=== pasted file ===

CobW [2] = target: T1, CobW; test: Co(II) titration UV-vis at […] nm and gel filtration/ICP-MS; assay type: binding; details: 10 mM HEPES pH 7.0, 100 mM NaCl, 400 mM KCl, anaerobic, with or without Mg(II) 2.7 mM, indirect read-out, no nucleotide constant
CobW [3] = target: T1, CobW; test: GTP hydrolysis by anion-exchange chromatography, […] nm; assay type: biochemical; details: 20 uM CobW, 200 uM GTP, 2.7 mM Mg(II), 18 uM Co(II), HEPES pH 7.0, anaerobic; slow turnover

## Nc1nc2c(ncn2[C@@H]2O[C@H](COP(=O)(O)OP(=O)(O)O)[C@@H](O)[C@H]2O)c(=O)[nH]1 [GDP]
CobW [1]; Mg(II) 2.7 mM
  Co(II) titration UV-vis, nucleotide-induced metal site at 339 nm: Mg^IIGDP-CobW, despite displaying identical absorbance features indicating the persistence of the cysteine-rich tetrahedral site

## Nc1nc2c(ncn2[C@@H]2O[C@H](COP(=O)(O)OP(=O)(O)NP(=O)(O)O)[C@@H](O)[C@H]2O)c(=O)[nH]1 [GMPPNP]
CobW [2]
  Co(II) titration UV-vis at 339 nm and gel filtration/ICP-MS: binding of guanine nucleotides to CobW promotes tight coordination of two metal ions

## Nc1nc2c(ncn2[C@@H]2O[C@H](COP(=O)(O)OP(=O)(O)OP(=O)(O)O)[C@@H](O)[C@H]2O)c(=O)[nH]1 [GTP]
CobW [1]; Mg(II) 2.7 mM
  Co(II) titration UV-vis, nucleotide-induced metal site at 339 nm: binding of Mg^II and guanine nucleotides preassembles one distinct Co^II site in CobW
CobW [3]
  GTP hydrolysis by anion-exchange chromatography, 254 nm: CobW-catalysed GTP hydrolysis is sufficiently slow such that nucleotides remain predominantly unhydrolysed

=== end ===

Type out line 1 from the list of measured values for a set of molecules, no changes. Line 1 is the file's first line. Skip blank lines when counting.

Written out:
CobW [2] = target: T1, CobW; test: Co(II) titration UV-vis at […] nm and gel filtration/ICP-MS; assay type: binding; details: 10 mM HEPES pH 7.0, 100 mM NaCl, 400 mM KCl, anaerobic, with or without Mg(II) 2.7 mM, indirect read-out, no nucleotide constant